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No Avoiding Anti-Avoidance!

Kitty Miv, Editor
02 June, 2021

Having looked last week at anti-avoidance through the lens of the global minimum corporate tax rate being proposed by the US Government, it seems fitting to broaden our focus to anti-avoidance matters more generally, starting with various reports into BEPS issues released by the OECD and the IMF.

On May 25, the OECD released new stage 2 peer review monitoring reviews looking at eight territories' implementation of recommendations under BEPS Action 14, on improving tax-related dispute mechanisms. The territories under examination for this tranche of the reviews were Estonia, Greece, Hungary, Iceland, Romania, the Slovak Republic, Slovenia, and Turkey.

Under BEPS Action 14, jurisdictions have committed to implement a minimum standard to improve the resolution of tax-related disputes between jurisdictions. A key minimum standard is that countries should aim to resolve double tax disputes in no more than 24 months. The OECD said that the results from the peer review and peer monitoring process demonstrated positive changes across all eight jurisdictions, although it acknowledged that not all had shown the same level of progress.

Also on May 25, the International Monetary Fund released a paper titled "Taxing Multinationals in Europe" which looked at the efficacy of European corporate tax systems and weaknesses that may lead to tax base erosion and profit shifting, reviewing the performance of the CIT in Europe over the past several decades and the important role played by MNEs in European economies, analyzing corporate tax spillovers in Europe, and examining the progress made in European CIT coordination. The report additionally discussed reforms to strengthen the harmonization of corporate tax policies, in order to effectively reduce both tax competition and profit shifting.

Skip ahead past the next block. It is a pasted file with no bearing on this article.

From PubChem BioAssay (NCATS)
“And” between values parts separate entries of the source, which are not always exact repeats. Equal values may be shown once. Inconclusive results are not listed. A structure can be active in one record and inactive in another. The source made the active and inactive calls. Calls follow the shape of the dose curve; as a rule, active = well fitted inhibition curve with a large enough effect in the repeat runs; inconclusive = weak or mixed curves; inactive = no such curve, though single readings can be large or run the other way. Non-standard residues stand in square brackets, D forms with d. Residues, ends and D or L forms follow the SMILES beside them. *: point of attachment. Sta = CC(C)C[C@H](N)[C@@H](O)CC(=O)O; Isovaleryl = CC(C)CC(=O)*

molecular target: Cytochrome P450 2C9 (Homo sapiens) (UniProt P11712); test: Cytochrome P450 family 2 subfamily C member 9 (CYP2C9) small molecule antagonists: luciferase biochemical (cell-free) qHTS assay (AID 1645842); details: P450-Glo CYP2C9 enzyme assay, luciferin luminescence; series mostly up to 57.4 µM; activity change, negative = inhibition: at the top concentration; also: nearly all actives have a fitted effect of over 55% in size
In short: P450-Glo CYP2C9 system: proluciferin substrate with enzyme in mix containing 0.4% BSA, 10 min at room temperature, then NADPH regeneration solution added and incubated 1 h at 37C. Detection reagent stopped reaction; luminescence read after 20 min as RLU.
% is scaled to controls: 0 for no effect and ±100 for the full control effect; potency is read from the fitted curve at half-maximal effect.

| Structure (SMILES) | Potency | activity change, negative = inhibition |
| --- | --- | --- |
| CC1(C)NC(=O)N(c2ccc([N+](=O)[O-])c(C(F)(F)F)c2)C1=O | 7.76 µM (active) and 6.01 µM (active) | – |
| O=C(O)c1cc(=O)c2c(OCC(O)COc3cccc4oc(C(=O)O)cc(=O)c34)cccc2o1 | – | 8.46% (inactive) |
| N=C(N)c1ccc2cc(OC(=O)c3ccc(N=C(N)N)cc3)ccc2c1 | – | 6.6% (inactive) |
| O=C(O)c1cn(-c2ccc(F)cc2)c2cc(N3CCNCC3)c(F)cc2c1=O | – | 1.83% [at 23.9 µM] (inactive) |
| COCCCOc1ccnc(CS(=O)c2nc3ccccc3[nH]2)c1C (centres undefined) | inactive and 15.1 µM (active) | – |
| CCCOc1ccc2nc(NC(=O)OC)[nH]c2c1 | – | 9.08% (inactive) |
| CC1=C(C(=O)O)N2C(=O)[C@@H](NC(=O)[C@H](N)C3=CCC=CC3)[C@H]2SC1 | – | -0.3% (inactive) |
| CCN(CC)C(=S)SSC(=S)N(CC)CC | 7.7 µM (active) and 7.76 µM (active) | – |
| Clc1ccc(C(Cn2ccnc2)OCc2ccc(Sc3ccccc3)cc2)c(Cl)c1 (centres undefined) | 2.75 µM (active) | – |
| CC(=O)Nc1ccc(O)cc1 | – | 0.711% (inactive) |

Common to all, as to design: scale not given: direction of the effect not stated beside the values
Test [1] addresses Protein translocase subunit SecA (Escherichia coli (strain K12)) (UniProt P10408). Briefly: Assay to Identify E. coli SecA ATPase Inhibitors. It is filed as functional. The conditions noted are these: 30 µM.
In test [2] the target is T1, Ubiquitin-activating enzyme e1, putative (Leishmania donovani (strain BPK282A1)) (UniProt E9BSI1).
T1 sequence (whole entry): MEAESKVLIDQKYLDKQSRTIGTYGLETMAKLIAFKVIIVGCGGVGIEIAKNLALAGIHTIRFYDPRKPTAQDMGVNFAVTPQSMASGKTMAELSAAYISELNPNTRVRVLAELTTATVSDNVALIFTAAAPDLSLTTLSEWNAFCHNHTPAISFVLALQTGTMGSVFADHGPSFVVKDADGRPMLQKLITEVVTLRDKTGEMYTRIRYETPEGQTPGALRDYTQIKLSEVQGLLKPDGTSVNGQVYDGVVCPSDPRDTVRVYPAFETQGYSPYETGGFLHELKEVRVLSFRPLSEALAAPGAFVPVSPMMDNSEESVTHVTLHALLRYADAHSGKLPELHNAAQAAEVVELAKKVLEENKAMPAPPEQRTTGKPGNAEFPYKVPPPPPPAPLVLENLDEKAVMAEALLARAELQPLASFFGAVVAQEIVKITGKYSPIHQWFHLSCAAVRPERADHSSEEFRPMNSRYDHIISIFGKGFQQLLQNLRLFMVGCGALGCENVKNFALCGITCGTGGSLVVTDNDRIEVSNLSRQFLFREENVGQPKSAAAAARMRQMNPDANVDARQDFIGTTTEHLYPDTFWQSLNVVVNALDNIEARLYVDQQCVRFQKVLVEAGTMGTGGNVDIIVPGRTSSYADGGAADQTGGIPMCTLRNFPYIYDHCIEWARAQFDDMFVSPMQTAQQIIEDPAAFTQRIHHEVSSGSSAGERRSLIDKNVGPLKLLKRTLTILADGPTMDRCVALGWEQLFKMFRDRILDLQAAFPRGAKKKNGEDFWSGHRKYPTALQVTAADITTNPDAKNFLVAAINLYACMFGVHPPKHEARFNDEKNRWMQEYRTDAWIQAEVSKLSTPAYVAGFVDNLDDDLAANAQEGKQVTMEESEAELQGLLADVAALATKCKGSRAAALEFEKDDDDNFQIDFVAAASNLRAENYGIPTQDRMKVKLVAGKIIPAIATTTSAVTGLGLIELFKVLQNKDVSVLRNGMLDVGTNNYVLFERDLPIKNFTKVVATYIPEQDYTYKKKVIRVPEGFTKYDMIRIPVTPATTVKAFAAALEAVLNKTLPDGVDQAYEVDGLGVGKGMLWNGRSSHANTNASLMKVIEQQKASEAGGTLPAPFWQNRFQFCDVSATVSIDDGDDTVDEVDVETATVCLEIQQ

The European Commission, separately, announced that it is seeking feedback on proposals for tackling the use of shell entities and arrangements for tax purposes, and has launched a roadmap initiative, which will explore the options for ensuring that legal entities and legal structures in the EU without a substantial business presence will not benefit from tax advantages.

The initiative aims to tackle "the use of legal entities with no or minimum substance and no real economic activities, by taxpayers operating cross-border to reduce their tax liability."

The policy options to be considered will include the current national practices and legislation (where existing) providing for anti-tax avoidance rules, including those deriving from the transposition of existing EU rules like the Anti-Tax Avoidance Directive. The Commission will also consider to what extent existing instruments, such as the Code of Conduct on Business Taxation may eventually achieve the objectives. The roadmap is open for feedback until June 17, 2021.

And finally, not wishing to be overshadowed, the US Government unveiled more domestically-focused anti-avoidance plans, to complement its international proposals, having set out measures to close the "tax gap" in the United States – the difference between the taxes owed and actually paid.

According to Treasury analysis, the tax gap totalled nearly USD600bn in 2019 and will rise to about USD7 trillion over the course of the next decade if left unaddressed – roughly equal to 15 percent of taxes owed.

Initiatives to close the tax gap were outlined in a recent report, which revealed that as a first step, the Biden Administration had made a multi-year commitment to "rebuild the IRS" with sustained funding. In total, it has pledged USD80bn in additional resources over the next decade. Funding would go to modernizing IT systems, improving data analytics and hiring experts dedicated to complex enforcement activities.

Until next week!


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About the Author


Kitty Miv, Editor

Kitty was born in Argentina in 1960 to a Scottish cattle rancher and his Argentine wife. Educated in Edinburgh and at Princeton, Kitty worked for the World Bank as an economist, where she met and married an emigre Iranian banker. During her time with the Bank, Kitty worked in a number of emerging markets, including a spell in the ex-USSR as a Transition Economies Team Leader. Kitty is now a consultant in Brussels and has free-lance writing relationships with a number of prominent economic publications. kitty@lowtax.net

 

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